Armed with stories and experiences of youth from afterschool programs far and near, the afterschool advocates stormed Congressional offices on May 9 with their voices in support of afterschool and their handouts to leave behind with Members after their meetings.  Their handouts will have a lasting effect on Congressional members, staff and with the youth themselves, who learned that they are advocates every day that they speak in support of their program.  

Patricia tweets “#Congress. Help keep kids safe. Support afterschool programs across the nation.”  I hope Congress is reading.

MAY
24
2011

CHALLENGE
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The Afterschool for All Challenge: A Research Perspective

By Chris D'Agostino

Now that I can finally catch my breath after an exciting two days of afterschool advocacy, I thought it would be good time to share myAfterschool for All Challenge experience. This year, I ran and participated in two workshop sessions at the Challenge: “Middle School Innovation: Policy and Practice” and “Become an Afterschool Expert”.  Both sessions were well attended with full rooms of over 60 people each, and the attendees were highly engaged in the issues at hand, making for two great research-focused sessions. 

During the morning session, “Middle School Innovation: Policy and Practice,” I was joined by three program directors from our 2010 MetLife Foundation Afterschool Innovator Award winners: Rob Abbott (CHENY Beacon), Molly Calhoun (Bridge Project) and Jim Pugliese (LeAp 22).  In the role of moderator, I discussed major policy initiatives relevant to middle school programs including the recently re-introduced Success in the Middle Act, which is sponsored by one of our afterschool champions this year, Senator Sheldon Whitehouse.  Additionally, I discussed some middle school-specific research that could help make the case for an increase in middle school programs across the country.  After a brief discussion amongst the session’s participants about the challenges the middle grades bring to afterschool care providers and a viewing of an Edutopia video concerning the successful Providence Afterschool Alliance After Zones initiative, I then introduced our first speaker: Rob Abbott, the Director of Youth and Family Services at Cypress Hills Local Development Corporation in Brooklyn, NY, who helps to run the Cypress Hills/East New York (CHENY) Beacon afterschool program and talked about his role in the program and the Beacon’s innovative and comprehensive model. Next, Molly Calhoun, executive director of the Bridge Project in Denver, CO, talked about her STEM-related afterschool offerings at Bridge, including the use of digital technology to document science experiments.  Molly also discussed the student-centered approach at Bridge, providing children with a number of different opportunities to grow through project-based learning.  Finally, Jim Pugliese from LeAp 22’s art program in Bronx, NY, discussed how to start a successful afterschool program, stressing that patience and determination are the keys to quality.  Jim also described the importance of instilling a passion for learning and discovery in children so that they remain engaged in their education.  All three of the presenters were truly enlightening and provided the attendees with a rich knowledge base of how an effective middle school program is run.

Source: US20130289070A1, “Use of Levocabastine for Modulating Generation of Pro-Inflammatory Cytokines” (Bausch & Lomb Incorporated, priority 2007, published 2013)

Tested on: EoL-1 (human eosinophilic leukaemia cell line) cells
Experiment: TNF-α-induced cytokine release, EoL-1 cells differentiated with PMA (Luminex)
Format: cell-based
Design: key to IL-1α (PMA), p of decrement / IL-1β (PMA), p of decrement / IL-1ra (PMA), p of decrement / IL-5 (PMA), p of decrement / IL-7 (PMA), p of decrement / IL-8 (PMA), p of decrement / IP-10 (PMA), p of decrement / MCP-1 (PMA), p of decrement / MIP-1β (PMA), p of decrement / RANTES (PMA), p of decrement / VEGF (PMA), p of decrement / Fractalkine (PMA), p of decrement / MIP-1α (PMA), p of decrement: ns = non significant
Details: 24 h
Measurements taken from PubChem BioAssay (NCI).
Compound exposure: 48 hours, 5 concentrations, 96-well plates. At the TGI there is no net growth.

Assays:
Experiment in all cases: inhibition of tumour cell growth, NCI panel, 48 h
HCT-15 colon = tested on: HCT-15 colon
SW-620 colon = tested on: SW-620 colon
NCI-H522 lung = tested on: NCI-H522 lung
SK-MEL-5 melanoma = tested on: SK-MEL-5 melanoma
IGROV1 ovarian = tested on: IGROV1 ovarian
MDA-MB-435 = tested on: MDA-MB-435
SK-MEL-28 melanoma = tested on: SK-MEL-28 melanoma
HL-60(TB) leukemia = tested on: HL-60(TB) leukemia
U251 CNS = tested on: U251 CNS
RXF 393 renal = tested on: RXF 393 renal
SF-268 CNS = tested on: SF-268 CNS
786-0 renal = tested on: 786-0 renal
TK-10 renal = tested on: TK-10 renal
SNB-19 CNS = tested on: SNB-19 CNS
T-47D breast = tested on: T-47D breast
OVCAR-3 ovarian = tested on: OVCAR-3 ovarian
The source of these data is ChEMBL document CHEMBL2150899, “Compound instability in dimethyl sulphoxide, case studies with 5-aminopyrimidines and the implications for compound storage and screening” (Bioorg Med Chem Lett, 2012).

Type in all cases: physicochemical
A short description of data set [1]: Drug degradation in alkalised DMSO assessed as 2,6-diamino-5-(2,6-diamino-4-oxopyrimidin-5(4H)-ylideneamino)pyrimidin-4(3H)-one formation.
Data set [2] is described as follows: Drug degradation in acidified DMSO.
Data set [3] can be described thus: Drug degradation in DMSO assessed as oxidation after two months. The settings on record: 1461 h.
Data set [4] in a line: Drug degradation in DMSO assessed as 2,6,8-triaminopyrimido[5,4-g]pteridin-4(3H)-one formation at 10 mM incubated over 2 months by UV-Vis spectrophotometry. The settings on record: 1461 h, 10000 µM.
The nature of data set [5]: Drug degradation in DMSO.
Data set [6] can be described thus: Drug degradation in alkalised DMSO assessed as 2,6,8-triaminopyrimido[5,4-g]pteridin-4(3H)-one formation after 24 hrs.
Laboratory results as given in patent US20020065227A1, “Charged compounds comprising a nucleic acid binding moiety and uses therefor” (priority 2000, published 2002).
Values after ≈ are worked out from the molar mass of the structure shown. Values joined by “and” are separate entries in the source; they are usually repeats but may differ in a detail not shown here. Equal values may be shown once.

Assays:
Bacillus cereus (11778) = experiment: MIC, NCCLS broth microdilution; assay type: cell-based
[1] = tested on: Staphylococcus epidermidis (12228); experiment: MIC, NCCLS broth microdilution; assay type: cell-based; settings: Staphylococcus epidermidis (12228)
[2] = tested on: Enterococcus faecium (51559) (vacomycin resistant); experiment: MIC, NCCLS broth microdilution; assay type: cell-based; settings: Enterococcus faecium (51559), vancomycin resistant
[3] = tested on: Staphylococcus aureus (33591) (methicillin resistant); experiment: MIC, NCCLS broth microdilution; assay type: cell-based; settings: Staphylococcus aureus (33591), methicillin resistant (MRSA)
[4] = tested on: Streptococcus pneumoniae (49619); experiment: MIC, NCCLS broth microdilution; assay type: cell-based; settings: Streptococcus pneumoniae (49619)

MAY
23
2011

CHALLENGE
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The Afterschool for All Challenge: A Policy Perspective

By Erik Peterson

What happens when you bring to the nation’s capital 350 parents, young people, educators, community leaders and program directors, all of whom are passionate about afterschool programs?  Quite a bit.  As a result of the Afterschool for All Challenge in Washington, D.C., this week, the policy goal of advancing afterschool for all got a substantial boost:

  • Advocates from over 40 states met with 220 Members of Congress and their staff, both in D.C. as well as in the home districts of a number of Members, supporting a federal investment in afterschool programs.  
  • Over 22 Members of the House of Representatives signed a Dear Colleague letter supporting the President’s request of $100 million increase for the 21st Century Community Learning Centers initiative in the FY2012 budget.
  • Sen. Boxer, chair of the Afterschool Caucus, along with Sens. Begich, Murray, Shaheen and Whitehouse and Rep. Cicilline, all spoke passionately at the “Breakfast of Champions” about the value of afterschool programs and the positive influence these programs have on the behavioral and academic sides of young people.  
  • Over 140 e-mails and faxes were sent to Members of Congress on Tuesday by advocates who did not attend the Afterschool For All Challenge.
  • Important afterschool policy issues were raised with Members of Congress: a strengthened 21st CCLC as part of the ESEA reauthorization process, STEM education afterschool and better access to federal background checks for staff and volunteers.  
  • Feedback from the many meetings with Members of Congress continues to roll in, with a large majority indicating their support for continued federal funding of afterschool programs.